Newspaper Archive of
Hays Free Press
Kyle, Texas
March 6, 2003     Hays Free Press
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March 6, 2003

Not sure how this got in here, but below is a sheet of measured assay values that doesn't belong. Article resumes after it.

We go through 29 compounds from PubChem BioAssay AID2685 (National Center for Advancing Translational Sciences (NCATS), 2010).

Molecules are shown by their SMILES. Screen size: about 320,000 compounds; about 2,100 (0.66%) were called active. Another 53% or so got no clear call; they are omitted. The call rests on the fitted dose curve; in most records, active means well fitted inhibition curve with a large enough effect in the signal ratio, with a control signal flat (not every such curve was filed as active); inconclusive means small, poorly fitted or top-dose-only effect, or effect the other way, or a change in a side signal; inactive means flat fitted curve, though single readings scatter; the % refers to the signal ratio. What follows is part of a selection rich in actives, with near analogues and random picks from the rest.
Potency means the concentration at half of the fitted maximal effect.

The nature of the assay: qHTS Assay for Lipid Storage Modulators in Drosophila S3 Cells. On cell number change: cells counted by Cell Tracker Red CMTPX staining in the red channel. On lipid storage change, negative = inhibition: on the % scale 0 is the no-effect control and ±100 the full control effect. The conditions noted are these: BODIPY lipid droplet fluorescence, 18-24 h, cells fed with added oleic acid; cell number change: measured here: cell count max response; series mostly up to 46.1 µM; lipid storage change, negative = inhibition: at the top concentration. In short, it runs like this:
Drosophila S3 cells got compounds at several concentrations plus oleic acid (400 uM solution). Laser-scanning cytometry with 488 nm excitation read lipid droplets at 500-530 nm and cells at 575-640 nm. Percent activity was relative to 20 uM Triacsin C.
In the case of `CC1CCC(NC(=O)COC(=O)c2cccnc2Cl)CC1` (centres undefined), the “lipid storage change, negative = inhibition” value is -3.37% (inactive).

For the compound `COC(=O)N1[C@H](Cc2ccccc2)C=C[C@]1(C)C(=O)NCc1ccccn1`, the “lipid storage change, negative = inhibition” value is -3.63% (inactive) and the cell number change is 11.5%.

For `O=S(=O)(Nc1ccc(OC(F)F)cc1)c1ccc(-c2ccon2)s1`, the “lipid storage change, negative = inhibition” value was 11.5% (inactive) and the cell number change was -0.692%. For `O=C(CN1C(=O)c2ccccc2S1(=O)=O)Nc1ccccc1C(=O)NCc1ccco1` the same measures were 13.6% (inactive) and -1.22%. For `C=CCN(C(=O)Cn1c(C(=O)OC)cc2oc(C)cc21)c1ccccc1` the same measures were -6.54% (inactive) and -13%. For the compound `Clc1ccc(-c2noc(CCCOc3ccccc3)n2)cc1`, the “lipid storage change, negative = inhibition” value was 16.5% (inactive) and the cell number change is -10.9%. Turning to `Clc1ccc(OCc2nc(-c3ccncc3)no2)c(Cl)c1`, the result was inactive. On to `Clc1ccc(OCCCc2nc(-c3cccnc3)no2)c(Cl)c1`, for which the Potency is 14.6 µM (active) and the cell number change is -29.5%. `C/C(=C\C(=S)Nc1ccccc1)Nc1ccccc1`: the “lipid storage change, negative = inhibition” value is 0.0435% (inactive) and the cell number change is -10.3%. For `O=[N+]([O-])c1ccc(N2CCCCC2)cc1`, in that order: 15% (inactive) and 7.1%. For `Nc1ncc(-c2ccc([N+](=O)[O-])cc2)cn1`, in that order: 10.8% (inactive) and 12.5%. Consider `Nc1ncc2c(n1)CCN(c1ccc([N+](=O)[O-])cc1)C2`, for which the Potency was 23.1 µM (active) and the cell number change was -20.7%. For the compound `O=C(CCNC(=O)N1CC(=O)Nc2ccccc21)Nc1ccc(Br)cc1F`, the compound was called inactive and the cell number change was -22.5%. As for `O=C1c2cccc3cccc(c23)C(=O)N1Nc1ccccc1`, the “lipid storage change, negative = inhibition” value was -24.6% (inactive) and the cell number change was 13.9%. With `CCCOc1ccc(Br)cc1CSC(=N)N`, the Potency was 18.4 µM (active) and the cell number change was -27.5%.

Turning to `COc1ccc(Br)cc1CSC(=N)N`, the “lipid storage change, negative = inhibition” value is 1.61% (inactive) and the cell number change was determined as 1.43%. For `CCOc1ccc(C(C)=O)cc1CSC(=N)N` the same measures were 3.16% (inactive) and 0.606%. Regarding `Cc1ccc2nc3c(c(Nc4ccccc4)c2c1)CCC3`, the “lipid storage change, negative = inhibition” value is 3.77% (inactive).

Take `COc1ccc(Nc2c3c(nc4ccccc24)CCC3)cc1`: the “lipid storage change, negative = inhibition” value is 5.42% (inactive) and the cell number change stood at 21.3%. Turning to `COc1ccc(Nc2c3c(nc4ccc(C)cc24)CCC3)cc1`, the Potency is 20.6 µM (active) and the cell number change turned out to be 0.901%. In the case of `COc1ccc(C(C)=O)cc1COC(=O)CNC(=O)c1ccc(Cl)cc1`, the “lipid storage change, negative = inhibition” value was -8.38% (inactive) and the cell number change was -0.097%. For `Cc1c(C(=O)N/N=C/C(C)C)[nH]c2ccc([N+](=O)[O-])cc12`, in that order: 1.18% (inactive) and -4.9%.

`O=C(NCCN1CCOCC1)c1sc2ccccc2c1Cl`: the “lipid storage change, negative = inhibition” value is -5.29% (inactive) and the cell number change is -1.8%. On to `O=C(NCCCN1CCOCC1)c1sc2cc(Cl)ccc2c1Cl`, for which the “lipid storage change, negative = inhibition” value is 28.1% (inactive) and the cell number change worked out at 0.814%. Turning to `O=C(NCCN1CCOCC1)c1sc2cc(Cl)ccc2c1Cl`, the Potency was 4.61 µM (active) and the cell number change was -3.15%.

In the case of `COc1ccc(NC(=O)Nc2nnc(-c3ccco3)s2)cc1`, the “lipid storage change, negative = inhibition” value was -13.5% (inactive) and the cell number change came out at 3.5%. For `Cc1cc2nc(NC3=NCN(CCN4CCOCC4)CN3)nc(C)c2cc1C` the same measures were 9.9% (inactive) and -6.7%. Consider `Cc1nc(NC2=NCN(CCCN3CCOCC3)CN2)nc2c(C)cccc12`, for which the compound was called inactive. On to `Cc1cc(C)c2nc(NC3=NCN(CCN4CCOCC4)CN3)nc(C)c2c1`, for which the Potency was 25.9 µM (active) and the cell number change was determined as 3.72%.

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March 6, 2003 Current Events Page 3 The Free Press Bon Ton or bust? Kyle puzzles over new city building site BY BmL PETERSON Editor YLE,---Attempting to put ent strife in the city's rear view mirror, Kyle City Manager Tom Mards spoke at length about infrastructure and capital improvements "to begin Tuesday night's Kyle city council meeting. While water issues have dom- inated the council's attention of late, the city also is underway with $5.1 million in Capital improvements, including a public swimming pool, a fire station on the east side, a new city adminis- tration building and the restora- tion of the historic city hall. Council will have to decide before the end of the month if the city is going to purchase the for- mer Ben Ton property at Center and Front Streets. The city's option on the property expires on Maxch 21. Though the city appears to be leaning toward the Ben Ton site, some councilmembers and citi- zens believe the city ought to save the comer for commercial devel- opment. Others say an adminis- tration building on the comer would stimulate downtown Kyle, where some commercial spaces are empty. Last month, the council heard a feasibility study that found an administration building on the comer could serve the city's needs for 15 years at around $1.5 mil- lion. Tuesday night, Jeff Etheredge of HBC in Austin showed council a conceptual plan for a site that would lie between Gregg-Clarke Park and the pro- posed Home Town Kyle develop- ment west of SH 150. The proposed site is on prop- erty belonging to the Gregg Family, but is not part of the Home Town Kyle land. It is zoned for commercial use. Etheredge said develOpers may be interested in donating the land for a city administration building site just north of Gregg Clarke Park. The site would be modelled on a town center con- cept, with homes and small busi- nesses in the vicinity. However, the project surrounding the pro- posed administration si.te is in the earliest stages of conception. Kyle releases confidential memo about dealings with aquifer board BY BILL PETERSON Editor "YLF_As if to put a period on ll'Jk/he city's long-running feud ! with the Barton Springs/Edwards i Aquifer Conservartion District i (BS/EACD), the Kyle city council ! voted Tuesday night to send a let- ter to residents describing the i affair, and also to release a confi- i dential memo from city attorney i Barney Knight about the city's i dealings with the aquifer board. [ Some city officials believe they have received adverse publicity : from the controversy, which per- sisted for nearly six months before : council agreed on Feb. 14 to pay  the entire $129,124.71 fine for i exceeding its 55 million gallon water pumping permit by 89 mil- lion gallons. Council voted, 5-2, to release the lel and Knight's memo. Cris Martinez and LeD Taylor dissent- ed. Troy Bearden was absent from the meeting. , :ha,, Knight said nei- therdmeit,: 06tmcll, the mayor, nor the city manager had violated the Texas Open Meetings Act dur- ing a Feb. 4 executive session or a special open session on Feb. 14. A group of Kyle residents called "Concerned Citizens for Good Government" has alleged open meetings violations as the basis for its efforts to recall Kyle Mayor James Adldns. In the memo, addressed to City Manager Tom Mattis, Knight said Mattis advised the council during the executive session that he intended to follow legal advice to pay the fine and end the matter. 'TIowever, as always, it was clear that any member of the coun- cil could make any motion or vote that they thought advisable, and obviously the city council could have by motion and vote directed you and the attorneys to take a dif- ferent action than the action you intended to take" the memo said. 'q'here was absolutely no polling of council members, etc., or even the appearance of a violation of the Open Meetings Act during the executive session." Knight also said the special session called for Feb. 14 constitut- ed no violation of the open meet- ings act. The memo made no mention of "threats" that had been described by Councilmember Cris Martinez in the Feb. 14 open ses- sion. Sources said the Feb. 4 exec- utive session included a brief dis- cussion about a confidential memo that had been leaked outside the council. The cotmcil was reminded that the city charter provides that council members who mishandle council business can be voted off the council by the other six mem- bers. In the memo, Knight said the BS/EACD has historically given Kyle difficulty, adding that "the district was purposely generating negative publicity for Kyle, and the district's Board was using Kyle to further its other agenda." Knight added that the aquifer board's political tendencies aren't limited to Kyle. Knight said he has dealt with the BS/EACD as a city attorney since its inception in  1987. "(M)y personal experience with the BSEACD since 1987 caused me to believe that (even if great patience and professional skills were employed by the city) any attempted reasoning with the BSEACD would likely be unsuc- cessful" Knight said in the memo. "...It was possible to transact busi- ness reasonably with the prior gen- eral manager of the dislrict (Stovy BowleD) so long as Board involve- ment was not required. However, my experience (from the begin- ning) is that any issue that reaches the Board is handled as a political matter rather than with any sem- blance of a standard administrative process" Kyle first went to the BS/EACD for pumpage permit- ling in 1998. "Given the applicable facts and the law, I thought the application should be routine," Knight said in the memo. "However, immediate- ly after the relevant agenda item was read at the BS/EACD Board meeting, one of the BS/EACD Board members stated in a loud voice that 'I am outraged and Water Controversy, pg. 7 Regardless, opposition to the Ben Ton site came out Tuesday night when Maxine Weatherford, who has been active in historic preservation in Kyle, asked if the city has had an appraisal done on the land. Mattis said there had been no appraisal. "How can we know if we're paying a fair price for it if we haven't done an appraisal?" Weathefford asked. "We haven't bought the site" Mattis answered. Weatherfbrd also questioned the wisdom of going forward with the capital improvements, consid- ering the state of the economy arid the uncertainty that comes with the possibility of war. Mattis replied that the Certificates of Obligation, at a rate of 3.83 per- cent Over 22 years, pose a negligi- ble risk. Mattis presented a payment schedule based on conservati4e growth estimates. The toughest tax bite for the projects, he said, would come next year, assuming a growth rate of 19.96 percent in Ben Ton or Bust, pg..5 i Building Your Financial Future... COOPER INVESTMENTS AND RNANCIAI2MANAGEMENT SAM C. COOPER, CPA, CFP TM ARE YOU PAYING TOO MUCH IN TAXES? Payroll Services Buda 512-295-8180 Sam C. Cooper, CPA, CFP, Registered Representative and tnvestment Advisor Representative with and Securities offered through Intersecudties, Inc. LD4083-08/02 "1 cam help with air your financial needs." San Marcos 512-353-0800 budadenta PROFESSIONALS e are thrilled to announce the opening of our new office in downtown Buda, right across the street from the public library. While the office itself is new, you'll sense that same feeling of family when you walk through the door... You are invited to share in our celebration at an on Friday, March 7, 2003 from 5 until 8pm. We hope to see you there! March Madness Begins ... NOW!! Hays County's #1 Dodge Dealer is having a Truck Madness Sale Mar. 7-11 Ram 1500 Quad Cab *229"/m Ram 1500 Beg Cab *lR'tm Ram 2500 4x4 s329*/m Ram 3500 Dually '369"1m . ! C3165 C3090 C3199 C3037 i we wen'tile Ilntler$olti... Bringinanycompetitor'sad.and'.] we will meet or beat Chew price. 'i